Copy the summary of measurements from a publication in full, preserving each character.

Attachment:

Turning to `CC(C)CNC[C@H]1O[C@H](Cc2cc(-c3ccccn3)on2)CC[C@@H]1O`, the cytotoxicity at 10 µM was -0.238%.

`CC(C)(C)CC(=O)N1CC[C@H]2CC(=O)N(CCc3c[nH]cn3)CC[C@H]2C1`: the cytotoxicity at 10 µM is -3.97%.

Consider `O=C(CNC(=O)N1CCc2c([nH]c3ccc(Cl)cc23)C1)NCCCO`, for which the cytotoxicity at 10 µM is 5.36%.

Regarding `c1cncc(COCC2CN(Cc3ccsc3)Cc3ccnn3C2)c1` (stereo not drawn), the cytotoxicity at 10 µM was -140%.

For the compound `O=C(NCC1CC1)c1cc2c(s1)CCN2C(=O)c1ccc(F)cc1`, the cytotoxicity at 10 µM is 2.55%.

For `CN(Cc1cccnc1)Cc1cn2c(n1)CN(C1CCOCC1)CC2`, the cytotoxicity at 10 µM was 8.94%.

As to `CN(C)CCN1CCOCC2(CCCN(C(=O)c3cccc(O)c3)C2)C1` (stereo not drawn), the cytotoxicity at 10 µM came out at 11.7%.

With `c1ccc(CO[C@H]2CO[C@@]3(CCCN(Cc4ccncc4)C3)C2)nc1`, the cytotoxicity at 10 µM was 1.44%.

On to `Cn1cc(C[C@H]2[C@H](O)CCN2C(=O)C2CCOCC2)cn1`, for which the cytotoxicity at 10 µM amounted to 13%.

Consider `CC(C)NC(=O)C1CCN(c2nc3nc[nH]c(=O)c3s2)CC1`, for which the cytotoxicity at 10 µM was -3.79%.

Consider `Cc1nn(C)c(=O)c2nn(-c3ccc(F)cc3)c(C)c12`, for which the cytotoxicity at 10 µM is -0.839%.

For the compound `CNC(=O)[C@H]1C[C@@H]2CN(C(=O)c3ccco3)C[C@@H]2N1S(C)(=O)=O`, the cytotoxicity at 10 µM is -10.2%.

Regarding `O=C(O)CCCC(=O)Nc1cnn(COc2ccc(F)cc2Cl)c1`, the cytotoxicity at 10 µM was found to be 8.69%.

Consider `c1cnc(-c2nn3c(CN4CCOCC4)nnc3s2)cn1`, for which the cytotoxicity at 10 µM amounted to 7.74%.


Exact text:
Turning to `CC(C)CNC[C@H]1O[C@H](Cc2cc(-c3ccccn3)on2)CC[C@@H]1O`, the cytotoxicity at 10 µM was -0.238%.

`CC(C)(C)CC(=O)N1CC[C@H]2CC(=O)N(CCc3c[nH]cn3)CC[C@H]2C1`: the cytotoxicity at 10 µM is -3.97%.

Consider `O=C(CNC(=O)N1CCc2c([nH]c3ccc(Cl)cc23)C1)NCCCO`, for which the cytotoxicity at 10 µM is 5.36%.

Regarding `c1cncc(COCC2CN(Cc3ccsc3)Cc3ccnn3C2)c1` (stereo not drawn), the cytotoxicity at 10 µM was -140%.

For the compound `O=C(NCC1CC1)c1cc2c(s1)CCN2C(=O)c1ccc(F)cc1`, the cytotoxicity at 10 µM is 2.55%.

For `CN(Cc1cccnc1)Cc1cn2c(n1)CN(C1CCOCC1)CC2`, the cytotoxicity at 10 µM was 8.94%.

As to `CN(C)CCN1CCOCC2(CCCN(C(=O)c3cccc(O)c3)C2)C1` (stereo not drawn), the cytotoxicity at 10 µM came out at 11.7%.

With `c1ccc(CO[C@H]2CO[C@@]3(CCCN(Cc4ccncc4)C3)C2)nc1`, the cytotoxicity at 10 µM was 1.44%.

On to `Cn1cc(C[C@H]2[C@H](O)CCN2C(=O)C2CCOCC2)cn1`, for which the cytotoxicity at 10 µM amounted to 13%.

Consider `CC(C)NC(=O)C1CCN(c2nc3nc[nH]c(=O)c3s2)CC1`, for which the cytotoxicity at 10 µM was -3.79%.

Consider `Cc1nn(C)c(=O)c2nn(-c3ccc(F)cc3)c(C)c12`, for which the cytotoxicity at 10 µM is -0.839%.

For the compound `CNC(=O)[C@H]1C[C@@H]2CN(C(=O)c3ccco3)C[C@@H]2N1S(C)(=O)=O`, the cytotoxicity at 10 µM is -10.2%.

Regarding `O=C(O)CCCC(=O)Nc1cnn(COc2ccc(F)cc2Cl)c1`, the cytotoxicity at 10 µM was found to be 8.69%.

Consider `c1cnc(-c2nn3c(CN4CCOCC4)nnc3s2)cn1`, for which the cytotoxicity at 10 µM amounted to 7.74%.